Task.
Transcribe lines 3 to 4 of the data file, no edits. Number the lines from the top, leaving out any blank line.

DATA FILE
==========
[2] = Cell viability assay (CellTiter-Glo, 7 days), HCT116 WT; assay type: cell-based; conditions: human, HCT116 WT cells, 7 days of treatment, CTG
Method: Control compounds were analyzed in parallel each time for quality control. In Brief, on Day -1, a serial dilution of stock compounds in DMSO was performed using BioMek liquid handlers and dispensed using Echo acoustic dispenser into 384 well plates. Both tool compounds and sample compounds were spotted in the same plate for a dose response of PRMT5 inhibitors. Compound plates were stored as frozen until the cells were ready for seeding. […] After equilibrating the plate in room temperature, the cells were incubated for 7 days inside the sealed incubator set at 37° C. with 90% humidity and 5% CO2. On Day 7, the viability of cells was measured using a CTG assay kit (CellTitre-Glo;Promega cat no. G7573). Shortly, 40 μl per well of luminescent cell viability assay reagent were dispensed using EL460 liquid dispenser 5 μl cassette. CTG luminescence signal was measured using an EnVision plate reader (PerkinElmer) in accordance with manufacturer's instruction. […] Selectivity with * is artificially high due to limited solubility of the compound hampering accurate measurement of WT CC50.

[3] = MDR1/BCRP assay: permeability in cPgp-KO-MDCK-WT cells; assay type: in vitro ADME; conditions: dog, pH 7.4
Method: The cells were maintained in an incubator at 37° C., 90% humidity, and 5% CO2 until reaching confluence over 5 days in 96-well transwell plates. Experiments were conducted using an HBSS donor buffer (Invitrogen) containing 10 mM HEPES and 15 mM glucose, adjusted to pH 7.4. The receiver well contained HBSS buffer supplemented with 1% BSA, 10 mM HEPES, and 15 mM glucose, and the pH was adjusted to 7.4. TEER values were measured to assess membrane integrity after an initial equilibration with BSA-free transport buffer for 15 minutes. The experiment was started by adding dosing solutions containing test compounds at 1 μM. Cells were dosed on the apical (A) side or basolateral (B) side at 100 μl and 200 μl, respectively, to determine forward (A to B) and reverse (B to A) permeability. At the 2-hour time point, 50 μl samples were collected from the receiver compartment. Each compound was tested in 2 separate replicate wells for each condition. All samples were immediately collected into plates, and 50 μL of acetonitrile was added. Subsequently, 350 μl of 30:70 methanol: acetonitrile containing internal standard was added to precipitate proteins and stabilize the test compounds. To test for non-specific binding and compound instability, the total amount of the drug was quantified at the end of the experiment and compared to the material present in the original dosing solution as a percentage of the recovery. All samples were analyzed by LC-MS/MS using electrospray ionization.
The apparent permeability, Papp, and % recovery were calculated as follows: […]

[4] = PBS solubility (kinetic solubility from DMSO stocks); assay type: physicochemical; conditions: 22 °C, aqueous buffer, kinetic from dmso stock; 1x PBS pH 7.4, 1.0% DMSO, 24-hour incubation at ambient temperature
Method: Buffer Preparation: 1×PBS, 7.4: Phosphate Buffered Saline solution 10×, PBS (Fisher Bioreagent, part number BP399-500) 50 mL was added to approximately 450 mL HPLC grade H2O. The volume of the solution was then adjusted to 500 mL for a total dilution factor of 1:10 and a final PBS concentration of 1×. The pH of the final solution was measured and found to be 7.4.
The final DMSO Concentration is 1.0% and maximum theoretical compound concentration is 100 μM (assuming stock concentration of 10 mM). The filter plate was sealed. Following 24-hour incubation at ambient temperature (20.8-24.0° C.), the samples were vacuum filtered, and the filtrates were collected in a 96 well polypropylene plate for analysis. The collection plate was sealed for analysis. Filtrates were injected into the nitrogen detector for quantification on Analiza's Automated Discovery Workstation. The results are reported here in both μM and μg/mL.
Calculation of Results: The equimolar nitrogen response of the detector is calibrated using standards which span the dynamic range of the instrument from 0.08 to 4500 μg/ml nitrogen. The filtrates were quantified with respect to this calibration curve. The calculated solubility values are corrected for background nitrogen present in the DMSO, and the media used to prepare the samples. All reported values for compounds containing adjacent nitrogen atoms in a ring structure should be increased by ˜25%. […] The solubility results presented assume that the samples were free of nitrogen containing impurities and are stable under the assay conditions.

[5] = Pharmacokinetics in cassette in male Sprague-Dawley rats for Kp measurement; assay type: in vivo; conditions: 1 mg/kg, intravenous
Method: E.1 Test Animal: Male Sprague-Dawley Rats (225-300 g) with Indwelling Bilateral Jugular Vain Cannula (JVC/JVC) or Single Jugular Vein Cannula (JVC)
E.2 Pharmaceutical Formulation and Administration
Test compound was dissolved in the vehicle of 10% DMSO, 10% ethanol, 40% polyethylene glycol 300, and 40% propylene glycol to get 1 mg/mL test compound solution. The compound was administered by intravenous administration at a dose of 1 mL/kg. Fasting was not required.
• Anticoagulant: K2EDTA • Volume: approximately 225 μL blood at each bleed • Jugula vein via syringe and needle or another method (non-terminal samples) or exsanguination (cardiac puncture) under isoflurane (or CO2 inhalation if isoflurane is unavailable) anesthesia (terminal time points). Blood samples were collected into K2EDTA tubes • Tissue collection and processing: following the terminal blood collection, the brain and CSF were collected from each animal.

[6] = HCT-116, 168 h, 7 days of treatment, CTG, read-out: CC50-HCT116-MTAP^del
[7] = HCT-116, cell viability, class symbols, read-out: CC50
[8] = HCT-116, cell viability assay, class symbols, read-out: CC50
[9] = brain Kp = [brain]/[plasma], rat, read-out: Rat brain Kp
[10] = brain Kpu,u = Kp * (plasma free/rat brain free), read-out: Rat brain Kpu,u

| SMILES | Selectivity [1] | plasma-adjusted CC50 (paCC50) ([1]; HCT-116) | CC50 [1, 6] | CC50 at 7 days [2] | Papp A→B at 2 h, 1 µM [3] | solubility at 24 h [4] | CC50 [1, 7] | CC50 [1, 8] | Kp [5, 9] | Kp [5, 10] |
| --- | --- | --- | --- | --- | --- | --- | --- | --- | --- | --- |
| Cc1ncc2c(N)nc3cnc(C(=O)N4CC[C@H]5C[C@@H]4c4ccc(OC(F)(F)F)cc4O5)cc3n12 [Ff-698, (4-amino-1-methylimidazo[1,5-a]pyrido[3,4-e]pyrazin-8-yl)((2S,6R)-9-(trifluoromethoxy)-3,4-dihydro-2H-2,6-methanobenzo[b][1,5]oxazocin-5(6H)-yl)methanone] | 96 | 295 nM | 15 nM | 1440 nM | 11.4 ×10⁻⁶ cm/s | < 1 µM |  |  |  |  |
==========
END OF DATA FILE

[3] = MDR1/BCRP assay: permeability in cPgp-KO-MDCK-WT cells; assay type: in vitro ADME; conditions: dog, pH 7.4
Method: The cells were maintained in an incubator at 37° C., 90% humidity, and 5% CO2 until reaching confluence over 5 days in 96-well transwell plates. Experiments were conducted using an HBSS donor buffer (Invitrogen) containing 10 mM HEPES and 15 mM glucose, adjusted to pH 7.4. The receiver well contained HBSS buffer supplemented with 1% BSA, 10 mM HEPES, and 15 mM glucose, and the pH was adjusted to 7.4. TEER values were measured to assess membrane integrity after an initial equilibration with BSA-free transport buffer for 15 minutes. The experiment was started by adding dosing solutions containing test compounds at 1 μM. Cells were dosed on the apical (A) side or basolateral (B) side at 100 μl and 200 μl, respectively, to determine forward (A to B) and reverse (B to A) permeability. At the 2-hour time point, 50 μl samples were collected from the receiver compartment. Each compound was tested in 2 separate replicate wells for each condition. All samples were immediately collected into plates, and 50 μL of acetonitrile was added. Subsequently, 350 μl of 30:70 methanol: acetonitrile containing internal standard was added to precipitate proteins and stabilize the test compounds. To test for non-specific binding and compound instability, the total amount of the drug was quantified at the end of the experiment and compared to the material present in the original dosing solution as a percentage of the recovery. All samples were analyzed by LC-MS/MS using electrospray ionization.